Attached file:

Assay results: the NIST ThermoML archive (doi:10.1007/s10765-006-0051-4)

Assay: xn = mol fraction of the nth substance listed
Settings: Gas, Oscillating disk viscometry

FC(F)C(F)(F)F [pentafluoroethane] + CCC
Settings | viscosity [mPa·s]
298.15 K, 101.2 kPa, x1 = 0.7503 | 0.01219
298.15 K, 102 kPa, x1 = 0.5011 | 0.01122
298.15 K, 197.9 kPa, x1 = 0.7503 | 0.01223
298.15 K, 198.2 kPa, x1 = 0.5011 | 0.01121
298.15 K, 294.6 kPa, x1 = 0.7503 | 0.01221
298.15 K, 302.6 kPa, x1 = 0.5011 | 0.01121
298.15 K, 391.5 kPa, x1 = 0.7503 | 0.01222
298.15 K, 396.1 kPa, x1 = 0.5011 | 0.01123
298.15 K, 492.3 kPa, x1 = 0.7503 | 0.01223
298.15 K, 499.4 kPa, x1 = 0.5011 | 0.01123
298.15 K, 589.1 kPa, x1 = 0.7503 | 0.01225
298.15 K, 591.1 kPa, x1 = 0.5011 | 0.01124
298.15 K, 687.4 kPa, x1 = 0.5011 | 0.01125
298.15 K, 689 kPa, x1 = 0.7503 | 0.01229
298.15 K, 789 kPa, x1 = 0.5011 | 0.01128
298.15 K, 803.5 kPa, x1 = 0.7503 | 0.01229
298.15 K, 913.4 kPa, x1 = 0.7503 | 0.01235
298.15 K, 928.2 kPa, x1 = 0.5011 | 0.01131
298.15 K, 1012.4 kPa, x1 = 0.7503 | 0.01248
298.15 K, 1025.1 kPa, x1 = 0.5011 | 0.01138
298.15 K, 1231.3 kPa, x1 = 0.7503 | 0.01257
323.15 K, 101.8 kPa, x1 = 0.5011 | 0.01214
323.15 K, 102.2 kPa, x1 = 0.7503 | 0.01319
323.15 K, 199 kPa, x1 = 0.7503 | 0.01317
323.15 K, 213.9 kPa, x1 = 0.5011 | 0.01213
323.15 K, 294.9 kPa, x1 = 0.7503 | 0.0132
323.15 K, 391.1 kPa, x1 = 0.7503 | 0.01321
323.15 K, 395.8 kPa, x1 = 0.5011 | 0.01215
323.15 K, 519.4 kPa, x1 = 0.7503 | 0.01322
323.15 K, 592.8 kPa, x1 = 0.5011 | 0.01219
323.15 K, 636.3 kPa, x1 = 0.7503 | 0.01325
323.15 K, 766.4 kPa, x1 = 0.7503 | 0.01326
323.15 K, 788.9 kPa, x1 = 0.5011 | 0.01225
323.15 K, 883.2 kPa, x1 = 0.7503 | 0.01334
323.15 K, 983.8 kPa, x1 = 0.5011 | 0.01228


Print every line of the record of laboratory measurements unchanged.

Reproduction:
Assay results: the NIST ThermoML archive (doi:10.1007/s10765-006-0051-4)

Assay: xn = mol fraction of the nth substance listed
Settings: Gas, Oscillating disk viscometry

FC(F)C(F)(F)F [pentafluoroethane] + CCC
Settings | viscosity [mPa·s]
298.15 K, 101.2 kPa, x1 = 0.7503 | 0.01219
298.15 K, 102 kPa, x1 = 0.5011 | 0.01122
298.15 K, 197.9 kPa, x1 = 0.7503 | 0.01223
298.15 K, 198.2 kPa, x1 = 0.5011 | 0.01121
298.15 K, 294.6 kPa, x1 = 0.7503 | 0.01221
298.15 K, 302.6 kPa, x1 = 0.5011 | 0.01121
298.15 K, 391.5 kPa, x1 = 0.7503 | 0.01222
298.15 K, 396.1 kPa, x1 = 0.5011 | 0.01123
298.15 K, 492.3 kPa, x1 = 0.7503 | 0.01223
298.15 K, 499.4 kPa, x1 = 0.5011 | 0.01123
298.15 K, 589.1 kPa, x1 = 0.7503 | 0.01225
298.15 K, 591.1 kPa, x1 = 0.5011 | 0.01124
298.15 K, 687.4 kPa, x1 = 0.5011 | 0.01125
298.15 K, 689 kPa, x1 = 0.7503 | 0.01229
298.15 K, 789 kPa, x1 = 0.5011 | 0.01128
298.15 K, 803.5 kPa, x1 = 0.7503 | 0.01229
298.15 K, 913.4 kPa, x1 = 0.7503 | 0.01235
298.15 K, 928.2 kPa, x1 = 0.5011 | 0.01131
298.15 K, 1012.4 kPa, x1 = 0.7503 | 0.01248
298.15 K, 1025.1 kPa, x1 = 0.5011 | 0.01138
298.15 K, 1231.3 kPa, x1 = 0.7503 | 0.01257
323.15 K, 101.8 kPa, x1 = 0.5011 | 0.01214
323.15 K, 102.2 kPa, x1 = 0.7503 | 0.01319
323.15 K, 199 kPa, x1 = 0.7503 | 0.01317
323.15 K, 213.9 kPa, x1 = 0.5011 | 0.01213
323.15 K, 294.9 kPa, x1 = 0.7503 | 0.0132
323.15 K, 391.1 kPa, x1 = 0.7503 | 0.01321
323.15 K, 395.8 kPa, x1 = 0.5011 | 0.01215
323.15 K, 519.4 kPa, x1 = 0.7503 | 0.01322
323.15 K, 592.8 kPa, x1 = 0.5011 | 0.01219
323.15 K, 636.3 kPa, x1 = 0.7503 | 0.01325
323.15 K, 766.4 kPa, x1 = 0.7503 | 0.01326
323.15 K, 788.9 kPa, x1 = 0.5011 | 0.01225
323.15 K, 883.2 kPa, x1 = 0.7503 | 0.01334
323.15 K, 983.8 kPa, x1 = 0.5011 | 0.01228